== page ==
CHAMPAIGN — I’ve just spent the day watching Bruce Rauner tell anybody who will listen that he’s a self-made businessman, not a politician.
This may be one of the few subjects on which Rauner sells himself short.
He’s a politician all right, one of the best raw political prospects the Republican Party has seen emerge in Illinois since Jim Edgar, which combined with his vast wealth, has made Rauner the leading GOP contender in the governor’s race.
True, Rauner is no career politician, as he also emphasizes, but he’s quickly making up for lost time.
Rauner has already mastered the politician’s art of telling an audience what they want to hear, although he may be learning that has its limitations.
On Friday, I followed Rauner on his “Shake-Up Express” bus tour through central Illinois as he railed about Chicago receiving “special treatment” from state government and about “major vote fraud” in Cook County, always popular topics with Downstaters.
In between, he fielded questions from reporters about his shifting explanation for his position on the state minimum wage. It’s a topic that has knocked Rauner’s campaign off balance for the first time, but hasn’t left the candidate nearly as shaken as his opponents might expect.
Rauner, who calls himself a “conservative Republican” although some conservative Republicans have doubts, certainly must have thought he was singing from their shared “free-market capitalism” hymnal a month ago when he advocated reducing the state minimum wage to bring it in line with the federal minimum wage — and thus make Illinois’ businesses more competitive.
How was he to know that even other Republicans dare not go that far, even if they all agree in their heart of hearts, seeing as how that position is totally out of step with the thinking of the mainstream public — Democrat or Republican.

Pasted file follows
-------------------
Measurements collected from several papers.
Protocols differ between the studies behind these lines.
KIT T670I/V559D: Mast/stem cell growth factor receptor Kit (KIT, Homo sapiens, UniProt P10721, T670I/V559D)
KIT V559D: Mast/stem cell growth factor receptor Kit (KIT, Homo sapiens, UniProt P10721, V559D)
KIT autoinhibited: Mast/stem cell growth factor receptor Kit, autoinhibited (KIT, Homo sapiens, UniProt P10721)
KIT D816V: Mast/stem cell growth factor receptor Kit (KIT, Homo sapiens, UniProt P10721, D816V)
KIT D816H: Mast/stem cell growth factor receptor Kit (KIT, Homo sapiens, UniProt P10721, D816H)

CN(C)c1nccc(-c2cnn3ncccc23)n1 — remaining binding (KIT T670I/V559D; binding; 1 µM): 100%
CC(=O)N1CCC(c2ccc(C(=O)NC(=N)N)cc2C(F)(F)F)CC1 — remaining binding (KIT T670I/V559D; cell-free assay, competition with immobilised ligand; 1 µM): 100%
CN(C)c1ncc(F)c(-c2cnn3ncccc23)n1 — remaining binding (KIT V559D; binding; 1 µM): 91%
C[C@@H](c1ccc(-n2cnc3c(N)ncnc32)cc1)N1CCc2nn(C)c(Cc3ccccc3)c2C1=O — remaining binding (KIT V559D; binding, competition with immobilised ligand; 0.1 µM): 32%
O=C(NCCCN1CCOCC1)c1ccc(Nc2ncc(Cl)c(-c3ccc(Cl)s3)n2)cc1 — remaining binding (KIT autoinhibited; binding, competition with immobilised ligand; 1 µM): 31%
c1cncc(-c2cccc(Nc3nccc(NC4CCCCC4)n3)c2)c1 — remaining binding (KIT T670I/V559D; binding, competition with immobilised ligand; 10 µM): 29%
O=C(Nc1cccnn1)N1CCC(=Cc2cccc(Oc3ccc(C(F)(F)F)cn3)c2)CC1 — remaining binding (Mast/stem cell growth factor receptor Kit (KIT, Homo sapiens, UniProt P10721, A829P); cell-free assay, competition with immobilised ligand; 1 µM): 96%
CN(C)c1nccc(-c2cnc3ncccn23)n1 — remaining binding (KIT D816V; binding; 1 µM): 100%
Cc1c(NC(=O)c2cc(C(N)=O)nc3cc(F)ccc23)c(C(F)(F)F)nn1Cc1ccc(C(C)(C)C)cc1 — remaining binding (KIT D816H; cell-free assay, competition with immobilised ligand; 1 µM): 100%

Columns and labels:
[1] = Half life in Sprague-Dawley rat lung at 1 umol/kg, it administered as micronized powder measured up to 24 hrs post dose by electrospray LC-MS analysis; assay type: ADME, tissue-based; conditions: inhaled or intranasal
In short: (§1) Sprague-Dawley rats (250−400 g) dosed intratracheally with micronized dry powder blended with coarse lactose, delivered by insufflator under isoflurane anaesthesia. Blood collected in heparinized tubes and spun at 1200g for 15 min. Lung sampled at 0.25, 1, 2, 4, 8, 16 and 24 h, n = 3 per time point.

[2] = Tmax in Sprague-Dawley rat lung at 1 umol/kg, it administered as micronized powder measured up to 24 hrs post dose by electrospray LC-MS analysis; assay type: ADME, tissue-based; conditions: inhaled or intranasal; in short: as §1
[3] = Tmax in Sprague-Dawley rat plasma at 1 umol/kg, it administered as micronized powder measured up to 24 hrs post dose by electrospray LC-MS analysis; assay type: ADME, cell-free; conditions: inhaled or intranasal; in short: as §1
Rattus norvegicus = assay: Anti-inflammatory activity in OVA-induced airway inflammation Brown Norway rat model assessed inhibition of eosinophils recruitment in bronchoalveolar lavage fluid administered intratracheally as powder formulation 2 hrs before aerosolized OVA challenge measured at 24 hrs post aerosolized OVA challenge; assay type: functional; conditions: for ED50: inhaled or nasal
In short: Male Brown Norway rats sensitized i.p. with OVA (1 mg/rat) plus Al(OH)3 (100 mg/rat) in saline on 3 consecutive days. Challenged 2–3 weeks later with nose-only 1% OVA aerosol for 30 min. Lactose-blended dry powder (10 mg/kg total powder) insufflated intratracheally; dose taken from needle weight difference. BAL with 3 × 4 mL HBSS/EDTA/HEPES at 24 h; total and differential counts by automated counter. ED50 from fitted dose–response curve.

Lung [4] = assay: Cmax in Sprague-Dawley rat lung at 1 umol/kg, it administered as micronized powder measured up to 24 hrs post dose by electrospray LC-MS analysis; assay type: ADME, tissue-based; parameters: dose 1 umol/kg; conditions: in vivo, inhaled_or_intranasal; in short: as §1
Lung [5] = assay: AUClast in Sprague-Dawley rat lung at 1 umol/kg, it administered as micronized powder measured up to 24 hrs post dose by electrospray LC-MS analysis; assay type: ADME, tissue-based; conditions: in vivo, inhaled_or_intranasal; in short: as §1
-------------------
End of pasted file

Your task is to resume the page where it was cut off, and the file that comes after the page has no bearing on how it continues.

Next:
Rauner now says he made a “mistake,” but won’t admit his mistake was taking an untenable position, instead arguing that the error was failing to put his comments into a context that somehow includes him actually wanting to “increase” the federal minimum wage.
As I say, he’s learning fast.
“I know how to fight. I know how to work. I know how to win,” he told small but intrigued audiences who came out to see him on his swing through Decatur, Arthur, Tuscola and Champaign.
Rauner’s Republican opponents, who were dismissive of his candidacy when he first surfaced two years ago, should have learned by now that this is no empty boast. They’re facing the rare wealthy businessman whose talents translate to the political stump. It’s going to take more than the minimum wage stumble to overcome him.
Rauner’s candidacy has clearly tapped into a hunger in Illinois for somebody who can deliver what he is promising: more jobs, lower taxes, better schools and term limits. Heck, I find myself agreeing with much of what he has to say, though I am extremely doubtful of the messenger.
“I like what I’ve heard,” more than one voter told me Friday, although not necessarily climbing aboard the Shake-Up Express just yet.
They also like his tough talk about how he is going to “prosecute” the “corrupt politicians” who take “bribes” in the form of campaign contributions from “government union bosses.”
In a short interview, Rauner couldn’t quite explain how he is going to effectuate this prosecutorial power from the governor’s office but assured me there’s a way.
We never had a chance to discuss how he squares his brash rhetoric with his own campaign contributions, such as the $300,000 he dropped on Pennsylvania’s governor while his company was managing a nice chunk of that state’s pension funds — and received a bigger chunk afterward.
He also couldn’t explain exactly what he meant when he told factory workers in Arthur that “Chicago is getting differential [preferential?], special treatment, and that’s wrong. We should be one state where every voter, where every taxpayer, where every school child is treated the same.”
Pressed for specifics, he said, “The state is run by Chicago politicians,” as if that explained it.
Rauner says he expects to receive 25 percent of the city vote in a general election because of alliances formed through his considerable philanthropy in the Chicago area.
I wonder if he’ll use that line about special treatment in his Chicago speeches.